Stern now was Eomer’s mood, and his mind was clear again. He let blow the horns to rally all men to his banner that could come thither; for he thought to make a great shield-wall at the last, and stand, and fight there on foot until all fell, and do deeds of song on the fields of Pelennor, though no man be left in the West to remember the King of the Mark. So he rode to a green hillock and there set his banner, and the White Horse ran rippling in the wind.

Out of doubt, out of dark to the day's rising
I came singing in the sun, sword unsheathing.
To hope's end I rode and to heart's breaking:
Now for wrath, now for ruin and a red nightfall!

These staves he spoke, yet he laughed as he said them. For once more lust of battle was upon him; and he was still unscathed, and he was young, and he was king: the lord of a fell people. And lo! even as he laughed at despair he looked out again on the black ships, and he lifted up his sword to defy them.

And then wonder took him, and great joy; and he cast his sword up in the sunlight and sang as he caught it. And all eyes followed his gaze, and behold! upon the foremost ship a great standard broke, and the wind displayed it as she turned toward the Harlond. There flowered a White Tree, and that was for Gondor; but Seven Stars were about it, and a high crown above it, the signs of Elendil that no lord had borne for years beyond count. And the stars flamed in the sunlight, for they were wrought with gems by Arwen, daughter of Elrond; and the crown was bright in the morning, for it was wrought of mithril and gold. The king!

This is eucatastrophe [a word coined by Tolkien] – the turn from hopelessness to victory, laughing the face of despair and finding it crumble before faith: The turn, the kinglike turn from despair to impossible victory, casting all one’s lot on destiny and finding it true, against all odds. Yes, With Fire and Sword and The Return of the King both moved me to tears!

6. One book you wish had been written:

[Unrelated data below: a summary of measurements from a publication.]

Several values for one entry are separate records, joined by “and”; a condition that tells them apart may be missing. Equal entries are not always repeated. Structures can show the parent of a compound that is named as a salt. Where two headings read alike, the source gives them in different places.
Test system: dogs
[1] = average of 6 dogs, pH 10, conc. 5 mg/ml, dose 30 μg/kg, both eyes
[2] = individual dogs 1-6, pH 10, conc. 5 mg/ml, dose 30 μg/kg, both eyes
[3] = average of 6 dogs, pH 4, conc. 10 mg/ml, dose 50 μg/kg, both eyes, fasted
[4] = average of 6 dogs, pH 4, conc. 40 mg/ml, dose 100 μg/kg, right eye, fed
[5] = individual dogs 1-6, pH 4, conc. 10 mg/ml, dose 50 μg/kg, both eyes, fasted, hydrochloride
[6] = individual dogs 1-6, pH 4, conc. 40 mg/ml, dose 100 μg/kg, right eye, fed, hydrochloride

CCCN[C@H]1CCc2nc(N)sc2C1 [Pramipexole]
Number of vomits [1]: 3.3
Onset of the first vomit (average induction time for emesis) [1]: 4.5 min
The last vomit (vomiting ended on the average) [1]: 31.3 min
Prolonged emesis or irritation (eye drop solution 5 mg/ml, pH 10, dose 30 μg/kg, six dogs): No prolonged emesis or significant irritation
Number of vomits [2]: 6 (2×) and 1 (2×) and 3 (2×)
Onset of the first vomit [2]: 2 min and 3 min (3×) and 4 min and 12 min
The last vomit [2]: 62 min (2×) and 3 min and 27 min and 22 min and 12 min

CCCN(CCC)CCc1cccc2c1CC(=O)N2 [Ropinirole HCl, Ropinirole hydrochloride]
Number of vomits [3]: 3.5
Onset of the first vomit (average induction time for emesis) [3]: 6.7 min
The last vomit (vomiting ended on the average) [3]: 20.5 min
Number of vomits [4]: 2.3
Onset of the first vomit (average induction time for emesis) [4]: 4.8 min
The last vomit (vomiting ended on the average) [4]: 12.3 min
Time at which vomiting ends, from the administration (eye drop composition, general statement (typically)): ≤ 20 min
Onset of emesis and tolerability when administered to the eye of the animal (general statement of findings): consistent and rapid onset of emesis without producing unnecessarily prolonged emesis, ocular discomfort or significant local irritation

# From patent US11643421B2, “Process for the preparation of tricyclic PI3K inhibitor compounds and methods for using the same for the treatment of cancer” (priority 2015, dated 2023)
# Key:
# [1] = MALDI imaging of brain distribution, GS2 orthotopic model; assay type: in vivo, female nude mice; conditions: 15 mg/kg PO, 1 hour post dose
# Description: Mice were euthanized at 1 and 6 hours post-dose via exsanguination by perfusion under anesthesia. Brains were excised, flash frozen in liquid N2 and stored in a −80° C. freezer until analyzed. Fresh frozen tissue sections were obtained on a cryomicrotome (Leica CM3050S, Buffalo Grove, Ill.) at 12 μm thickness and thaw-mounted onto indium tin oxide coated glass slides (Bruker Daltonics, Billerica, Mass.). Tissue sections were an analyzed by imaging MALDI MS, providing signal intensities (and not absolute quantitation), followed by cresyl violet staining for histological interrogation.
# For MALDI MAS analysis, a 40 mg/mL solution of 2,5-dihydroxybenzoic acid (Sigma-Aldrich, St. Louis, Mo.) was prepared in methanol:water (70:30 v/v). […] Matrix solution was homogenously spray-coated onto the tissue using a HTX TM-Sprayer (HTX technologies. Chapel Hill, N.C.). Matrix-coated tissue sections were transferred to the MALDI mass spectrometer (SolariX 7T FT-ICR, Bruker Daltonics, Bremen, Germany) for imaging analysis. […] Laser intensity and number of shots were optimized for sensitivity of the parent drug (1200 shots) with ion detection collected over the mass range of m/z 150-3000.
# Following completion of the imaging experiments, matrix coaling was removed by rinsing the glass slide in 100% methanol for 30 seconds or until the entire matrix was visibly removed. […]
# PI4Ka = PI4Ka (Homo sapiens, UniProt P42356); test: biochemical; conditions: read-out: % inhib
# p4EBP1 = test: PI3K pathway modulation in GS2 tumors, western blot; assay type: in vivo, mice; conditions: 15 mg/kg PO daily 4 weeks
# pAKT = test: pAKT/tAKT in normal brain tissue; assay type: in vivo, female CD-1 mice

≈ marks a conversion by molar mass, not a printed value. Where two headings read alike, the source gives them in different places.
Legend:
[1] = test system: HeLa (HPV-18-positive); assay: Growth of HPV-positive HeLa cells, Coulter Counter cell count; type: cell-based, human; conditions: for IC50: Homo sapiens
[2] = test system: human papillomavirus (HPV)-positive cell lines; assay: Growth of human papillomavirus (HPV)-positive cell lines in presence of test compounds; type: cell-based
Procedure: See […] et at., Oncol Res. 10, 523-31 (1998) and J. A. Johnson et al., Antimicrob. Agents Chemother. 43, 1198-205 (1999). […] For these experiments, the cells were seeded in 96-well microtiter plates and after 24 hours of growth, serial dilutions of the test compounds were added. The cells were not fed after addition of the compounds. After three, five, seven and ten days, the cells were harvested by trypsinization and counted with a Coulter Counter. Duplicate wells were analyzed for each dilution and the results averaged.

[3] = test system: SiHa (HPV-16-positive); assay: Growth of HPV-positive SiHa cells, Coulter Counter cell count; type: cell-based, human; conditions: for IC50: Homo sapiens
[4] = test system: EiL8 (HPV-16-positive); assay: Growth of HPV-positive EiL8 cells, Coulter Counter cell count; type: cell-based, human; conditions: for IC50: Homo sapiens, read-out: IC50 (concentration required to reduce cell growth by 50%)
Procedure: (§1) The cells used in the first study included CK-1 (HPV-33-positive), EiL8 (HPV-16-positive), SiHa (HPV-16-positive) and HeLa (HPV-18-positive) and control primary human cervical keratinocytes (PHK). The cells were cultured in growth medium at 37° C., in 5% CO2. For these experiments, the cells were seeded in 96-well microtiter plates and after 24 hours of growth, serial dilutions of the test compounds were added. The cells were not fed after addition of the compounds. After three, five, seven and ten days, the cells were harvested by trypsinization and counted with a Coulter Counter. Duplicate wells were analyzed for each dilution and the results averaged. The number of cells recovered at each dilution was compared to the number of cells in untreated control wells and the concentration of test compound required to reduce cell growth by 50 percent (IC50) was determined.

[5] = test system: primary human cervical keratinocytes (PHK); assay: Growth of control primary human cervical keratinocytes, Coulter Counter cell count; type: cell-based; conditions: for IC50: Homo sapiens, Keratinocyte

Plato: Definitive Dialogues: Women for Dummies!

7. One book you wish had never been written:

Anything by J. Dominic Crossan or Bishop Spong or Elaine Pagels.

8. One book you’re currently reading:

George MacDonald, Discovering the Character of God, edited and compiled by Michael R. Phillips.

9. One book you’ve been meaning to read:

I’m a book-a-phile: if I mean to read it, I read it! :-)

Monday, January 14, 2008

Lemony Pickit -- A series of unfortunate events!

Easter egg model picks the wrong moment!

Sometimes you just have to smile... a recent Thornham Walks Easter add was jettisoned because the picture accidentally featured a girl picking her nose. Here's the account:

A council's attempt to promote a tourist attraction has been undermined by an unfortunate picture, say critics.

A leaflet extolling the elysian beauties of Thornham Walks - a 12-mile footpath network in Suffolk - has a picture of a young girl picking her nose.

Andrew Stringer, a Green councillor, says that "it does not represent our youth in the best light" and wants the "amateurish" pamphlet to be withdrawn.

A Mid Suffolk District Council spokesman admitted: "It's not the best photograph," but added: "They wanted a real picture, not a typical staged one. It's a real picture and shows children in their Easter outfits."

Here we have a series of unfortunate events:

  • The girl just happens to pick at the exact moment of the pic
  • The advertisers just happened to pick that exact pic for their feature
  • The picked pic just happened to make it past the editors
  • Now, the picked pic just happens to be re-picked for non-publication.

O what a series of unfortunate events! Lemony Pickit!

Evidently some people can't appreciate a girl just looking for a special Easter egg! :-)

This post is in honor of those who can appreciate such humor, lol. Beauty in the simple things, I say!

grin. Smile!


Saturday, January 12, 2008

A fishing light at twilight